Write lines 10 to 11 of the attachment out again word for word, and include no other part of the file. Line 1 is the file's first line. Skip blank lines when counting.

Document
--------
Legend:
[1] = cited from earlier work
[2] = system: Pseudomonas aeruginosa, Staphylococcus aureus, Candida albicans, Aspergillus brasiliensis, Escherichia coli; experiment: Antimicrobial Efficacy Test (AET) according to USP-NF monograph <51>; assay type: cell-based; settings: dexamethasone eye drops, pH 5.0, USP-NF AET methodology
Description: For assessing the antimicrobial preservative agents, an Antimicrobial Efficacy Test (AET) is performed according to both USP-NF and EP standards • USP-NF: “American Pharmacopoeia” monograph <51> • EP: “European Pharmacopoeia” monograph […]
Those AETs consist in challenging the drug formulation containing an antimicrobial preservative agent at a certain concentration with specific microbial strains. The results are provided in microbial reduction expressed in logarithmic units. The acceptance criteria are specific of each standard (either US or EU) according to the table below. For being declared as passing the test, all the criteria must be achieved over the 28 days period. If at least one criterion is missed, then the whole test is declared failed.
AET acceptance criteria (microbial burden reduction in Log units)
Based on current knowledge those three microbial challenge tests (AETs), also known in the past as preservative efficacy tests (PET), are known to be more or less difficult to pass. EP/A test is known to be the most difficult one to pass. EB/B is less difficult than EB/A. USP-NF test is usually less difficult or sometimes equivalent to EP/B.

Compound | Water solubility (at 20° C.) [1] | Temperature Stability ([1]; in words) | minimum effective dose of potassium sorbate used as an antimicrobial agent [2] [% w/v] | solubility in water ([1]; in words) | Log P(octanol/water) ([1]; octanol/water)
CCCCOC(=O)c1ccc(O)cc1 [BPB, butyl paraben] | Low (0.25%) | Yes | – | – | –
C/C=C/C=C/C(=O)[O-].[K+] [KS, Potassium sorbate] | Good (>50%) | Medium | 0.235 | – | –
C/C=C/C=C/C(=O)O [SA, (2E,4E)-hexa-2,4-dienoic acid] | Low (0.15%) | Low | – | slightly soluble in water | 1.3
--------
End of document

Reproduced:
C/C=C/C=C/C(=O)[O-].[K+] [KS, Potassium sorbate] | Good (>50%) | Medium | 0.235 | – | –
C/C=C/C=C/C(=O)O [SA, (2E,4E)-hexa-2,4-dienoic acid] | Low (0.15%) | Low | – | slightly soluble in water | 1.3